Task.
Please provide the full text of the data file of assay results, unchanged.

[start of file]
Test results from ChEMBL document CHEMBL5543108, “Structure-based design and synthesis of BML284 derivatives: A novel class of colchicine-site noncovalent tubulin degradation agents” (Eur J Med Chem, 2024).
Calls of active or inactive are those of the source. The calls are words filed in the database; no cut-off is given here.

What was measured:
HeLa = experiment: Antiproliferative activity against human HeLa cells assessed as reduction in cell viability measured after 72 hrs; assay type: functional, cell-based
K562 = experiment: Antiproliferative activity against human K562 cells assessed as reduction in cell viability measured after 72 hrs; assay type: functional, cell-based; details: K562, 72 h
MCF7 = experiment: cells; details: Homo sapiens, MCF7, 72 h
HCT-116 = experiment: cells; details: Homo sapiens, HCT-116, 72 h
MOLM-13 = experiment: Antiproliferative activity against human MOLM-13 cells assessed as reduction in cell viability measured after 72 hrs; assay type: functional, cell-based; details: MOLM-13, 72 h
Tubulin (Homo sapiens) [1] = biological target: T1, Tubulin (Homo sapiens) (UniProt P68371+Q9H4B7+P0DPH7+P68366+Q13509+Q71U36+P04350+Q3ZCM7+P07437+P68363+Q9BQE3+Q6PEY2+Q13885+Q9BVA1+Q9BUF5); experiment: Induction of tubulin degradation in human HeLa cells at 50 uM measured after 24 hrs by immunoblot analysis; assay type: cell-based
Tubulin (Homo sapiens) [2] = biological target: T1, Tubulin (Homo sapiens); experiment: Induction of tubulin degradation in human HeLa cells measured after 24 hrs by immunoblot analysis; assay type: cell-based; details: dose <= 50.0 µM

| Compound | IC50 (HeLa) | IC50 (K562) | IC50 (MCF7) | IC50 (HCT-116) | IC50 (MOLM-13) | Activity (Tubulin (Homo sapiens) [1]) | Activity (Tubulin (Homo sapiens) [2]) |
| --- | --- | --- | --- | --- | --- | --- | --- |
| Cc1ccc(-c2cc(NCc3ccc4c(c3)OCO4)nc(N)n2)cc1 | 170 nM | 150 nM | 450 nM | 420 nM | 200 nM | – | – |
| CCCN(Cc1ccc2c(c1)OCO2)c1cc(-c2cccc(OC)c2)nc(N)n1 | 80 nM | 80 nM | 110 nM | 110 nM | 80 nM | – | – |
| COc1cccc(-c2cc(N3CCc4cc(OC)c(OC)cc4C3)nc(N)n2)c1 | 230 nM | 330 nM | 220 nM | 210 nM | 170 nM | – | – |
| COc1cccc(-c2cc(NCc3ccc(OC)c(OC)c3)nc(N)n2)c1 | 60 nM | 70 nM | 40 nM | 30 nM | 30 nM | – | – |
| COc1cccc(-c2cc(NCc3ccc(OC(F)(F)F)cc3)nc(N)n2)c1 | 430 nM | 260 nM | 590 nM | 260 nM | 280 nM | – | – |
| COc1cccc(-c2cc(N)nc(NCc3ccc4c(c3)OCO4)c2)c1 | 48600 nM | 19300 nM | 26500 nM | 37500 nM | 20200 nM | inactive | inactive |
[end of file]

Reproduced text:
Test results from ChEMBL document CHEMBL5543108, “Structure-based design and synthesis of BML284 derivatives: A novel class of colchicine-site noncovalent tubulin degradation agents” (Eur J Med Chem, 2024).
Calls of active or inactive are those of the source. The calls are words filed in the database; no cut-off is given here.

What was measured:
HeLa = experiment: Antiproliferative activity against human HeLa cells assessed as reduction in cell viability measured after 72 hrs; assay type: functional, cell-based
K562 = experiment: Antiproliferative activity against human K562 cells assessed as reduction in cell viability measured after 72 hrs; assay type: functional, cell-based; details: K562, 72 h
MCF7 = experiment: cells; details: Homo sapiens, MCF7, 72 h
HCT-116 = experiment: cells; details: Homo sapiens, HCT-116, 72 h
MOLM-13 = experiment: Antiproliferative activity against human MOLM-13 cells assessed as reduction in cell viability measured after 72 hrs; assay type: functional, cell-based; details: MOLM-13, 72 h
Tubulin (Homo sapiens) [1] = biological target: T1, Tubulin (Homo sapiens) (UniProt P68371+Q9H4B7+P0DPH7+P68366+Q13509+Q71U36+P04350+Q3ZCM7+P07437+P68363+Q9BQE3+Q6PEY2+Q13885+Q9BVA1+Q9BUF5); experiment: Induction of tubulin degradation in human HeLa cells at 50 uM measured after 24 hrs by immunoblot analysis; assay type: cell-based
Tubulin (Homo sapiens) [2] = biological target: T1, Tubulin (Homo sapiens); experiment: Induction of tubulin degradation in human HeLa cells measured after 24 hrs by immunoblot analysis; assay type: cell-based; details: dose <= 50.0 µM

| Compound | IC50 (HeLa) | IC50 (K562) | IC50 (MCF7) | IC50 (HCT-116) | IC50 (MOLM-13) | Activity (Tubulin (Homo sapiens) [1]) | Activity (Tubulin (Homo sapiens) [2]) |
| --- | --- | --- | --- | --- | --- | --- | --- |
| Cc1ccc(-c2cc(NCc3ccc4c(c3)OCO4)nc(N)n2)cc1 | 170 nM | 150 nM | 450 nM | 420 nM | 200 nM | – | – |
| CCCN(Cc1ccc2c(c1)OCO2)c1cc(-c2cccc(OC)c2)nc(N)n1 | 80 nM | 80 nM | 110 nM | 110 nM | 80 nM | – | – |
| COc1cccc(-c2cc(N3CCc4cc(OC)c(OC)cc4C3)nc(N)n2)c1 | 230 nM | 330 nM | 220 nM | 210 nM | 170 nM | – | – |
| COc1cccc(-c2cc(NCc3ccc(OC)c(OC)c3)nc(N)n2)c1 | 60 nM | 70 nM | 40 nM | 30 nM | 30 nM | – | – |
| COc1cccc(-c2cc(NCc3ccc(OC(F)(F)F)cc3)nc(N)n2)c1 | 430 nM | 260 nM | 590 nM | 260 nM | 280 nM | – | – |
| COc1cccc(-c2cc(N)nc(NCc3ccc4c(c3)OCO4)c2)c1 | 48600 nM | 19300 nM | 26500 nM | 37500 nM | 20200 nM | inactive | inactive |